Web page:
O'Hurley (No.1) family genealogy

Lords of Knocklong

[1] THE O'h-Urthailé [2] or O'Hurley family derive their sirname and descent from Urthailé Ard, son of Heber (of the race of Brenan Ban), son of Blad, son of Cas (a quo Dal Cas or the Dalcassians), son of Conall Eachluath, who is No. 90 on the "O'Brien" (of Thomond) genealogy. The O'Hurleys were formerly Chiefs of the territory forming the parish of Knocklong, in the barony of Costlea, county of Limerick, where the ruins of their castle of Knocklong, and of an old church, the foundation of this family, still exist; of the parish of Kilruane, in the barony of Lower Ormond, county of Tipperary, where the ruins of their ancient castle of Rath- Hurly may be seen; of the country forming the parish of Kilcullane, barony of Small county, county of Limerick, where they erected the castle of Kilcullane in 1464; of the parish of Kilnelonahan, in the baronies of Coshma and Pubblebrien, same county, where Dermod O'Hurley, Chief of his Clan, built a strong castle in the early part of the 15th century; and (as we are informed by Giolla na-Neev O'Heerin) of the territory of Triocha-Hy-Bloid, the situation of which cannot now be correctly ascertained.

Commencing with Dermod na Darach, the following is the family pedigree:

1. Dermod na Darach.

2. Donogh an Caladh: his son.

3. Donal Oge: his son.

4. Murchadh Mor: his son.

5. John Mor: his son.

6. Connor an Locha: his son.

7. Thomas: his son.

8. Raghnal: his son.

9. Philip: his son.

10. Maurice: his son.

11. William: his son.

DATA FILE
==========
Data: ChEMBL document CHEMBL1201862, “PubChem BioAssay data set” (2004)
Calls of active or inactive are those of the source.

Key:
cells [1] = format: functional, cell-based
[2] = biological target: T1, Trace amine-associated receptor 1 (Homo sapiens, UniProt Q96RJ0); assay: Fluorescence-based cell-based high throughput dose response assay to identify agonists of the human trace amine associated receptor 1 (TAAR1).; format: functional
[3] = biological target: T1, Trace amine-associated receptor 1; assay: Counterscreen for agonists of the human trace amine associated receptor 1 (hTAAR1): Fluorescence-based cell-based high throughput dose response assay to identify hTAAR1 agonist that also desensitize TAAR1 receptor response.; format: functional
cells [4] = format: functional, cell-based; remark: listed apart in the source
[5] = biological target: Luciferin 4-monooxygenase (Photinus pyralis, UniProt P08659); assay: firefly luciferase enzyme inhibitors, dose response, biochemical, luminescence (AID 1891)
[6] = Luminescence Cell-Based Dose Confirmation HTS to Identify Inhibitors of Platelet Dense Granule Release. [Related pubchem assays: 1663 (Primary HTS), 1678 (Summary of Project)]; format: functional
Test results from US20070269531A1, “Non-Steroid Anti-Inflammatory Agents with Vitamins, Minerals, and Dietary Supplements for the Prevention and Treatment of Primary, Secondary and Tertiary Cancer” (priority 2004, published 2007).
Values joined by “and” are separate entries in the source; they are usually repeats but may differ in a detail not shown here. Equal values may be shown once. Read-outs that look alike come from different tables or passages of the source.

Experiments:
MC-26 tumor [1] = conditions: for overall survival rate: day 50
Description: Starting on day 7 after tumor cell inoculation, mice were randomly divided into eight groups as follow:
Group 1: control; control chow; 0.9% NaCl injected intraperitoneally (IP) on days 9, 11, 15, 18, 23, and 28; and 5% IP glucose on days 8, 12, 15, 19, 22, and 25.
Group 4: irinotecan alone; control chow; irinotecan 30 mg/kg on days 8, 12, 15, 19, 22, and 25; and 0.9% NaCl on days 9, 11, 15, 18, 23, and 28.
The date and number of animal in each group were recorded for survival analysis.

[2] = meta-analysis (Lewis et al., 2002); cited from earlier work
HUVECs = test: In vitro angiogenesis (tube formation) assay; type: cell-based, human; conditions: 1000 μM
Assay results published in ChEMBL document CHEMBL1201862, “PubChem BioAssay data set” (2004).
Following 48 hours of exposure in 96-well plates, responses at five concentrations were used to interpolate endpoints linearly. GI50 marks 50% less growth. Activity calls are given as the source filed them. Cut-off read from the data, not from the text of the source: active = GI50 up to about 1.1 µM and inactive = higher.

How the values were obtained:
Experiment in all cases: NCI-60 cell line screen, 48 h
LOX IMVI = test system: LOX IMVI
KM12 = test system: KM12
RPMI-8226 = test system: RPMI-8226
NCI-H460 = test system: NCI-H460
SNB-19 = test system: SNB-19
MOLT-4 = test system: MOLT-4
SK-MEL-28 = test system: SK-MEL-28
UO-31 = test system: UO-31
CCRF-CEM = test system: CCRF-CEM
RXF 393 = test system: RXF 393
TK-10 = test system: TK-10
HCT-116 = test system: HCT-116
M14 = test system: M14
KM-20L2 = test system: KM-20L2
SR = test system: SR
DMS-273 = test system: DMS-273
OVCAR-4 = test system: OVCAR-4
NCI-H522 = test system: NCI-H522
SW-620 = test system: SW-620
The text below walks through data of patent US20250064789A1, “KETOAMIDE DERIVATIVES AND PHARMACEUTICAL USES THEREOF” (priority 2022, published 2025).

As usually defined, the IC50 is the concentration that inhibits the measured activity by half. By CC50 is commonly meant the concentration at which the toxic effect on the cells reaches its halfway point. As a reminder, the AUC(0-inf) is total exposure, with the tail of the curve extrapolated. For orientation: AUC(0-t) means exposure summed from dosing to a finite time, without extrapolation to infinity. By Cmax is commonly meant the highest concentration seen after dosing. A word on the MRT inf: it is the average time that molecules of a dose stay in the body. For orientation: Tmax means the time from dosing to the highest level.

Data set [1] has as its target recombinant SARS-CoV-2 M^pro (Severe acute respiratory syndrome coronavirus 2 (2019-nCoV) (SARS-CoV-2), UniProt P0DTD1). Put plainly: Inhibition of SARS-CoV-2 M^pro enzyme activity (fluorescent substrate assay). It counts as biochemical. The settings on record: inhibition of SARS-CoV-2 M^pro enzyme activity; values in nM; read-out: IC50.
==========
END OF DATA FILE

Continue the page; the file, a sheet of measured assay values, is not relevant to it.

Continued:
12. Heber: his son.

13. Urthaile: his son.

14. Tadg (or Teige): his son.

15. Donogh Airm: his son.

16. Cormac: his son.

17. Teige: his son.

18. William Ganaig: his son.

19. Cormac: his son.

20. Donal: his son.

From Donal No. 20 Descended:

1. Teige O'Hurley, Chief of his name, and lord of Knocklong: father of:

2. Dermod, of Knocklong, who had a daughter Juliana (who was m. to Edmund Oge de Courcy, of Kinsale, by whom she had John, the 18th Baron of Kinsale), and two sons:—1. John; 2. Thomas.

3. Thomas, of Knocklong: younger son of Dermod; attended Perrott's memorable Parliament of 1585. Had two sons—1. Randal, founder of Ballinacarrig Castle; 2. Maurice.

4. Maurice of Knocklong: second son of Thomas, whose Will, dated 1634, is in the Public Record Office, Dublin. In 1601, he obtained a Patent for a weekly market to be held at Knocklong on Tuesdays; and two fairs each year, to be held on the 28th of May and 1st of Oc- tober. He m. twice: first, Racia Thornton, who d. s. p.; and secondly, Grania, dau, of O'Hogan, by whom he had a son, Sir Thomas of Knocklong, of whom presently. This Maurice d. circa 1632, and was interred in the churchyard of Emly, where a slab four feet long by two and a half feet in breadth, exhibit- ing the inscription, [3]; given in foot Note, was erected to his memory. The inscription is in relief; and at the lower corner of the slab is carved an old tree, in allusion to the ancient seal of Knocklong, the old name of which was Cnoc-na-Daraigh, i. e. the " Hill of Oaks. "

5. Sir Thomas of Knocklong: son of Maurice; m. Joanna, dau. of John Brown, of Mount Brown, county of Limerick, and had:

I. Sir Maurice, of whom presently.